Build Business Credit For Startup
Quick Overview From The SBA
A quick overview article from the Small Business Administration Blog
By Marco Carbajo, Guest BloggerPublished: June 1, 2011Updated: June 2, 2011
Are you using credit to help finance your new business venture?
You’re not alone as statistics show that over 65% off all business owners use credit for business purchases. But what’s alarming, is that only 50% of those cards are actually in the business’ name.
As a business owner using personal credit cards for business is a risky approach since you assume total liability and if your company is sued or fails you risk losing personal assets and good credit ratings as well.
So how do you go about building credit in the company’s name without putting your personal credit on the line?
For starters, if you operate as a sole proprietorship you’ll need to incorporate your business and obtain a Federal Tax Identification number.
As a corporation your company is treated as a separate being with its own tax registration with the IRS and state agencies. It files its own tax returns and it can also create its own credit files completely separate from that of its owners.
Your company’s Tax ID Number or Employer Identification Number is the number that you will use to get registered with the business credit bureaus like Dun and Bradstreet.
You will also be required to furnish this number on corporate credit applications because lenders use this information to conduct a business credit check on your company.
Before you start to apply for credit make sure your corporate records, state filings and required business licenses are all up to date. In addition, get your company’s phone number listed in the 411 directory so a supplier or lender can complete every aspect of its verification during the underwriting process.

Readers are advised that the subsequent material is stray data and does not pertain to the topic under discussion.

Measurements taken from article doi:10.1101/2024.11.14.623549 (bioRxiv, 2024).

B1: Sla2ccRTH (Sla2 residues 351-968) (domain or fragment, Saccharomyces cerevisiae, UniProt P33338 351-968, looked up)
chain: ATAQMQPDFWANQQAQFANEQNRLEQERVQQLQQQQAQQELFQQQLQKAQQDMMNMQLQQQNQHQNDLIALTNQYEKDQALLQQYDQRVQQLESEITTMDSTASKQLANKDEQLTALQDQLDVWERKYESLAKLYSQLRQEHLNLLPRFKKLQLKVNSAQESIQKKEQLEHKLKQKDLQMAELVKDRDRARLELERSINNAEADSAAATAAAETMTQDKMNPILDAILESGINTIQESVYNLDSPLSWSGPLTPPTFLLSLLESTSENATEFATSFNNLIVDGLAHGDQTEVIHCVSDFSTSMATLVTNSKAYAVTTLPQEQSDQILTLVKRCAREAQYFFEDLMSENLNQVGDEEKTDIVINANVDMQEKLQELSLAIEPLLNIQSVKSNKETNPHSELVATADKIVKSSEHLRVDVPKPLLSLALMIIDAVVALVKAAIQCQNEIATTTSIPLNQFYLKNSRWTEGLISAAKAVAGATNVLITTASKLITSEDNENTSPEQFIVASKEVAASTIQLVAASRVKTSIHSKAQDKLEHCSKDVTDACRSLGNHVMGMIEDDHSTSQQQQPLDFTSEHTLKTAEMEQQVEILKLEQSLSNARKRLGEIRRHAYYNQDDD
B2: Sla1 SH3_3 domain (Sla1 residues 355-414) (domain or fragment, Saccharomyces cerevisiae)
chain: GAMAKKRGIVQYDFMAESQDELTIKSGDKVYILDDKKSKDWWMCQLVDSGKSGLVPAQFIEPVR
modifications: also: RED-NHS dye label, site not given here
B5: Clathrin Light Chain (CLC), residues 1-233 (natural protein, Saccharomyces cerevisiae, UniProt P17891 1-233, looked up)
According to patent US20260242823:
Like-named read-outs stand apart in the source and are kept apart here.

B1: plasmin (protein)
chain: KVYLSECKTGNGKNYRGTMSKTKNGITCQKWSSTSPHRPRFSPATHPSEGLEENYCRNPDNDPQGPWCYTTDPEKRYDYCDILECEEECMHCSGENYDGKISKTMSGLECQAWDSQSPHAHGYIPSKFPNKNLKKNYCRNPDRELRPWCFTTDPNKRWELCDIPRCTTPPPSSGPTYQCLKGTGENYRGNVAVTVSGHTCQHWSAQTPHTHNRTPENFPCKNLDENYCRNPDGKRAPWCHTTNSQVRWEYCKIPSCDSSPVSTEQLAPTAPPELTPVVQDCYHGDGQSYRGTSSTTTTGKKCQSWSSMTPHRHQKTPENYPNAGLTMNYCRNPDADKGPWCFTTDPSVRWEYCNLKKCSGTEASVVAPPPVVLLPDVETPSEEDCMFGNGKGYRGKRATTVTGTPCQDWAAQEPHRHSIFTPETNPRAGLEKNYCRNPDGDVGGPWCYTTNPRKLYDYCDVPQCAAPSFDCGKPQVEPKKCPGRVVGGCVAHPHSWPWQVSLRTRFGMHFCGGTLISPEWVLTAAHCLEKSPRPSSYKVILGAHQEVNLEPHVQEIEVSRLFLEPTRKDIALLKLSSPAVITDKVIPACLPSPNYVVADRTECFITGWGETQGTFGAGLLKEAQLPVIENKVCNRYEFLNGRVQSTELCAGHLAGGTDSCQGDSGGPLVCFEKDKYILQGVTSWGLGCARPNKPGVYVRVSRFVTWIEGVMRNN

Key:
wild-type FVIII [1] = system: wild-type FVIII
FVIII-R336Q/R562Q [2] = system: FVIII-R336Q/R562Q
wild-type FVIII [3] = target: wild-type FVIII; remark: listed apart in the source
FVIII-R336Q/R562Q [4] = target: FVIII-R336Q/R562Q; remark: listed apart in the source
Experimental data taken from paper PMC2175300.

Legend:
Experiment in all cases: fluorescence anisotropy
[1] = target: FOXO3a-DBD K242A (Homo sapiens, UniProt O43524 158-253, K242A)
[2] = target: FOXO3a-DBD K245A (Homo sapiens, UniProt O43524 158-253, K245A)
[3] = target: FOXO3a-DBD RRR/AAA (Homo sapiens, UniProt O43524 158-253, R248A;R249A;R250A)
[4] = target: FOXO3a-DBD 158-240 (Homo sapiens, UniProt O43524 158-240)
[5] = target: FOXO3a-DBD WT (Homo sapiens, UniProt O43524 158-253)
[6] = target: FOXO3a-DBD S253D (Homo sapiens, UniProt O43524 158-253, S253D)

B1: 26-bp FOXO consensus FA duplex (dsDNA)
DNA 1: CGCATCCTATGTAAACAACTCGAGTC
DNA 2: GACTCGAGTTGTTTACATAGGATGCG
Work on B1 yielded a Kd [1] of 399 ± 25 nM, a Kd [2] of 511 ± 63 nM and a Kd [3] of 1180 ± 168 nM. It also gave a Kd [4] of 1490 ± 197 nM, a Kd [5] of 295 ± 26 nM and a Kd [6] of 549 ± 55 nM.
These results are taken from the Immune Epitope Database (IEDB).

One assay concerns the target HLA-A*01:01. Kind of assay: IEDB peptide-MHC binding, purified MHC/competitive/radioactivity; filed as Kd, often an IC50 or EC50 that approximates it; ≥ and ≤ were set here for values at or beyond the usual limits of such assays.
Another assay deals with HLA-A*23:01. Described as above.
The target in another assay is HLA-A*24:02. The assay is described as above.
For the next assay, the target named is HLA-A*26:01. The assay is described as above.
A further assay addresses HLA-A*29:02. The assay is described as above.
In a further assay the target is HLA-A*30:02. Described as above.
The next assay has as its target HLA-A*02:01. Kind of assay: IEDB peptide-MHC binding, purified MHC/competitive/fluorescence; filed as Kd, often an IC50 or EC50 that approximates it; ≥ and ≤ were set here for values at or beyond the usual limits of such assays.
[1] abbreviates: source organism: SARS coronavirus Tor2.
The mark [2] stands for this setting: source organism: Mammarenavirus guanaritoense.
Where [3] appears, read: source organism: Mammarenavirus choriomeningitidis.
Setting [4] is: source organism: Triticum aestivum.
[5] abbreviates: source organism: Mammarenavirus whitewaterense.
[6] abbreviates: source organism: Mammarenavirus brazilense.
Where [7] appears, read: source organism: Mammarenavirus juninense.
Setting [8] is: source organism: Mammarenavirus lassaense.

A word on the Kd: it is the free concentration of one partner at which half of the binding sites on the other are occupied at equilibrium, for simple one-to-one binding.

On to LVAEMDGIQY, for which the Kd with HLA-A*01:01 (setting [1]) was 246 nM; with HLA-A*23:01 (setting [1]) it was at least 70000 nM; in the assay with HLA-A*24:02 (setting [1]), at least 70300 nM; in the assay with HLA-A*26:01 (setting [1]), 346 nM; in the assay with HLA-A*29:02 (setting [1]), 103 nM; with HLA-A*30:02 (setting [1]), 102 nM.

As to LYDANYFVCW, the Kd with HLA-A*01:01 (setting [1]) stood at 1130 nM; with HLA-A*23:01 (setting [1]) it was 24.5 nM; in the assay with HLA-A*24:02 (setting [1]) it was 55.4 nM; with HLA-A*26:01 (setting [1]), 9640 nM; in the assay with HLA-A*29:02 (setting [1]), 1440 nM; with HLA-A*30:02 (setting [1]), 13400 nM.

After you meet these requirements you will be ready to apply for credit and the best place to start is with suppliers. Many types of suppliers, including major brands, extend lines of credit to businesses like yours giving you the opportunity to finance purchases and conserve your company’s cash.
You can obtain products like office supplies, computers and marketing materials with payment terms ranging from net 30 to net 60 days.
You should focus on applying for credit with suppliers that provide products and/or services your company needs in order to make regular purchases using your credit line. By paying invoices on time you will build business credit history and increase your company’s creditworthiness.
With a strong business credit report you can stop relying on your personal credit to qualify for the financing your company needs. Since a creditor, lender or supplier can now easily determine your company’s risk level with a business credit check qualifying will be a much easier process.
As a startup I know it can be tempting for you to decide on operating your business as a sole proprietorship and using your personal credit to fund your business simply because it’s one of the easiest structures to create and you already have the cards on hand.
But by building business credit for your start up, you can improve your company’s image, protect your personal credit, limit your liability and increase your credit capacity since businesses can obtain 10 to 100 times greater financing then an individual.
About the Author:
Guest BloggerMarco Carbajo is a business credit expert, author, speaker, and founder of the Business Credit Insiders Circle. He is a business credit blogger for Dun and Bradstreet Credibility Corp, the SBA.gov Community, About.com and All Business.com. His articles and blog; Business Credit Blogger.com, have been featured in ‘Fox Small Business’,’American Express Small Business’, ‘Business Week’, ‘The Washington Post’, ‘The New York Times’, ‘The San Francisco Tribune’,‘Alltop’, and ‘Entrepreneur Connect’.